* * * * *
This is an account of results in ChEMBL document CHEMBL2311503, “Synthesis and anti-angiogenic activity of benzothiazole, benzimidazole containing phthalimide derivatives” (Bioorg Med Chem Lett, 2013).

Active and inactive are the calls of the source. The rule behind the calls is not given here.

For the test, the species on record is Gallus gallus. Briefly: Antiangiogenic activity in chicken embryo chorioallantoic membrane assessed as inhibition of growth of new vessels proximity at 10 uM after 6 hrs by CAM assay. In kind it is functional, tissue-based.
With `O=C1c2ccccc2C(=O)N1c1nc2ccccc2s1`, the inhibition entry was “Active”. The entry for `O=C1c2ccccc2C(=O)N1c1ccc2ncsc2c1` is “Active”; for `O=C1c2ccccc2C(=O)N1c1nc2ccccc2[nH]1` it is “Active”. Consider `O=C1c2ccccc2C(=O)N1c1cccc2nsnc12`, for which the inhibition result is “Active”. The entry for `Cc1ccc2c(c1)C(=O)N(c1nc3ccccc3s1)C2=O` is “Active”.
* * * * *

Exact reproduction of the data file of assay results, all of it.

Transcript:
This is an account of results in ChEMBL document CHEMBL2311503, “Synthesis and anti-angiogenic activity of benzothiazole, benzimidazole containing phthalimide derivatives” (Bioorg Med Chem Lett, 2013).

Active and inactive are the calls of the source. The rule behind the calls is not given here.

For the test, the species on record is Gallus gallus. Briefly: Antiangiogenic activity in chicken embryo chorioallantoic membrane assessed as inhibition of growth of new vessels proximity at 10 uM after 6 hrs by CAM assay. In kind it is functional, tissue-based.
With `O=C1c2ccccc2C(=O)N1c1nc2ccccc2s1`, the inhibition entry was “Active”. The entry for `O=C1c2ccccc2C(=O)N1c1ccc2ncsc2c1` is “Active”; for `O=C1c2ccccc2C(=O)N1c1nc2ccccc2[nH]1` it is “Active”. Consider `O=C1c2ccccc2C(=O)N1c1cccc2nsnc12`, for which the inhibition result is “Active”. The entry for `Cc1ccc2c(c1)C(=O)N(c1nc3ccccc3s1)C2=O` is “Active”.